Wednesday, March 1, 2017

Honeybees at Blackhawk Country Club

The value and perception of golf courses can be enhanced by promoting their beneficial impacts on wildlife and ecosystems. Golf course managers can provide safe havens for a wide range of wildlife through careful planning and partnerships. They can also play a critical role in leading the initiative to promote and protect many wildlife species. The growing development of housing and commercial space, coupled with the high demands of agriculture, results in the loss or degradation of many natural spaces. Fortunately, golf courses are an excellent resource that can offer important places of refuge for wildlife.

Likely the most important organisms in our ecosystem are the pollinators, especially insect pollinators. They are critically important to the health and well-being of our environment. Nearly a third of the food that we eat has been made possible by pollinators. Insects are also crucial to the habitat and ecosystems that many other wildlife species depend on. Butterflies, flies, beetles and moths are important pollinators but bees (including honey bees) are the most industrious of all. A single bee can visit hundreds of thousands of flowers over its lifetime as it collects nectar and pollen.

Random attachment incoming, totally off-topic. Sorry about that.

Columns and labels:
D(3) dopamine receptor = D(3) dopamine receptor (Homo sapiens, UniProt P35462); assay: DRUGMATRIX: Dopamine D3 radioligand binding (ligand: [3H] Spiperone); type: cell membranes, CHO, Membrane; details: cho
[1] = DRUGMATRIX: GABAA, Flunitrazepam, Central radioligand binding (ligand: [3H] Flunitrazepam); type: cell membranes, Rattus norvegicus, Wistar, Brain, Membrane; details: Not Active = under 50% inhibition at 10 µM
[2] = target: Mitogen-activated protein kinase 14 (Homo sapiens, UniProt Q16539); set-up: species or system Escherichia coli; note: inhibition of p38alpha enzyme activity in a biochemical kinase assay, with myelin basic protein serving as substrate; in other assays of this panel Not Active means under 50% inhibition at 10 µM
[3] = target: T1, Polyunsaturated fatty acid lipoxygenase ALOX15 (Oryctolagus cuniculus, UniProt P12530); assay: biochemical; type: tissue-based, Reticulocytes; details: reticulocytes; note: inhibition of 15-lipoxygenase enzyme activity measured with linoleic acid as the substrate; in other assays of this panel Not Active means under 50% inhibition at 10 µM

Bees are a key indicator of the health and quality of an environment, unfortunately research suggests that their welfare is poor and continues to decline. Golf courses have an excellent opportunity to help redirect this trend by promoting and enhancing the ecosystem. Some relatively simple ways that golf courses can play an important role is by creating pollinator refuges, promoting pollinators and establishing honey bee hives. These simple endeavors offer an excellent opportunity to promote the tremendous positive benefits that golf courses provide to the environment. As for managing honey bee hives on golf courses, not only is it beneficial to the environment, but the honey harvested from the honey bees demonstrates the value of a locally produced, sustainable product. The honey harvested can be used in the clubhouse for food preparation providing a direct benefit to the members of the golf course.

Working with Drs. Chris Williamson and David Hogg from UW-Madison, we decided the naturalized prairie on 3 would be ideal for the honey bee hives. While honey bees can be very defensive of their hives, they are not aggressive while out foraging. The location chosen will be far enough from any regularly trafficked area that the bees should not feel threatened.

As we work on this project in the months to come we look forward to sharing what we learn and hopefully some honey.

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